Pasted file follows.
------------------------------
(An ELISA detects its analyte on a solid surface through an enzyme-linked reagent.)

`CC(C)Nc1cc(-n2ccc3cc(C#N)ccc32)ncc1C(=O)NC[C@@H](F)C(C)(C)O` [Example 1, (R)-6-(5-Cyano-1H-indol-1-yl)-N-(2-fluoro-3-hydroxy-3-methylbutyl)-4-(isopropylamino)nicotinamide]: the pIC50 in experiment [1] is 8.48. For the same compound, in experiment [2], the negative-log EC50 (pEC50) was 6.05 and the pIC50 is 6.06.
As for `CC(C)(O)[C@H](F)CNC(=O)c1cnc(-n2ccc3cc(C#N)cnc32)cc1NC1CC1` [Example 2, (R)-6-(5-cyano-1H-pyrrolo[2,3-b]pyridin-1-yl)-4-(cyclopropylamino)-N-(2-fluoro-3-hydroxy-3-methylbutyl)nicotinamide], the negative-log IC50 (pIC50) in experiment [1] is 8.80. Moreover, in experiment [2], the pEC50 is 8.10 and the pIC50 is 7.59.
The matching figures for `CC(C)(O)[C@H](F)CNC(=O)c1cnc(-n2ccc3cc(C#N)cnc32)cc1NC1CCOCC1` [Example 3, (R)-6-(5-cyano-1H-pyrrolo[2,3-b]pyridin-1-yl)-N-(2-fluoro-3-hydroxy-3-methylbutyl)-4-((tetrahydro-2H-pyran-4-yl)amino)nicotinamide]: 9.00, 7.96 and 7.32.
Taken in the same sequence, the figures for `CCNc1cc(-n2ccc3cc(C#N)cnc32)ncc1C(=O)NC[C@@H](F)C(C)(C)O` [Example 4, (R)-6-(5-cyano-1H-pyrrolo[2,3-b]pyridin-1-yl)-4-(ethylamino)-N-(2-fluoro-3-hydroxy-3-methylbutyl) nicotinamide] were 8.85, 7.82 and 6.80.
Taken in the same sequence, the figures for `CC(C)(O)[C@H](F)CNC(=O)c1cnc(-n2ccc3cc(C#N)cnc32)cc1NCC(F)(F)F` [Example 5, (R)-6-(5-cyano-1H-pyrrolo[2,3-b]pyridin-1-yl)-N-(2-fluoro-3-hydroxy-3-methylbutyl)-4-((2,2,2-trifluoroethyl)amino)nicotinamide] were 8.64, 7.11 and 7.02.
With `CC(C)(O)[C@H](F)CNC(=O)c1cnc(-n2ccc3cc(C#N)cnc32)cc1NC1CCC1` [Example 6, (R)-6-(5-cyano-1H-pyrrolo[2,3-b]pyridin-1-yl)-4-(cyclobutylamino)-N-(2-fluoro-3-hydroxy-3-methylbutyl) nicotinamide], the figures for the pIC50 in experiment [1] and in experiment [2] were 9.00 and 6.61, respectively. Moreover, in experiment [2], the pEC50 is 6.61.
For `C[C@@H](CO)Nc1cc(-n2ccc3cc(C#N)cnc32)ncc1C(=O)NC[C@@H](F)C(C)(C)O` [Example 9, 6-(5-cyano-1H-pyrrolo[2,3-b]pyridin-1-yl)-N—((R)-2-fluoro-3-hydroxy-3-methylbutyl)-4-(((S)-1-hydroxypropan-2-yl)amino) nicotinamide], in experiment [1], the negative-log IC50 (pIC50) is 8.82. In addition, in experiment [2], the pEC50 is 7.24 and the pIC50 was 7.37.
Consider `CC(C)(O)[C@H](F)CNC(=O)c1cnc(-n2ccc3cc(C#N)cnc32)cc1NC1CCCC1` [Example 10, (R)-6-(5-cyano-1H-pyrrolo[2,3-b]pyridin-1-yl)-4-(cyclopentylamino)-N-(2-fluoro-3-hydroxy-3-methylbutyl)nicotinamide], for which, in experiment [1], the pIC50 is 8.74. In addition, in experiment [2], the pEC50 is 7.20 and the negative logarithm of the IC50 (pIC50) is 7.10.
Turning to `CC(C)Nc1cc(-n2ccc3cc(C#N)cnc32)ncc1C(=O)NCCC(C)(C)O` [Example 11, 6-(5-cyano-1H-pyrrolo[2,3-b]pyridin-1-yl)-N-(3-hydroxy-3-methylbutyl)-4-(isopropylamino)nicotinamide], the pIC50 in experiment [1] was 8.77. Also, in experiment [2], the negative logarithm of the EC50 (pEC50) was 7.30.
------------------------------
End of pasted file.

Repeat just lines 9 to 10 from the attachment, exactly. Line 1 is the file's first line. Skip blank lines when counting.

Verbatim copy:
Consider `CC(C)(O)[C@H](F)CNC(=O)c1cnc(-n2ccc3cc(C#N)cnc32)cc1NC1CCCC1` [Example 10, (R)-6-(5-cyano-1H-pyrrolo[2,3-b]pyridin-1-yl)-4-(cyclopentylamino)-N-(2-fluoro-3-hydroxy-3-methylbutyl)nicotinamide], for which, in experiment [1], the pIC50 is 8.74. In addition, in experiment [2], the pEC50 is 7.20 and the negative logarithm of the IC50 (pIC50) is 7.10.
Turning to `CC(C)Nc1cc(-n2ccc3cc(C#N)cnc32)ncc1C(=O)NCCC(C)(C)O` [Example 11, 6-(5-cyano-1H-pyrrolo[2,3-b]pyridin-1-yl)-N-(3-hydroxy-3-methylbutyl)-4-(isopropylamino)nicotinamide], the pIC50 in experiment [1] was 8.77. Also, in experiment [2], the negative logarithm of the EC50 (pEC50) was 7.30.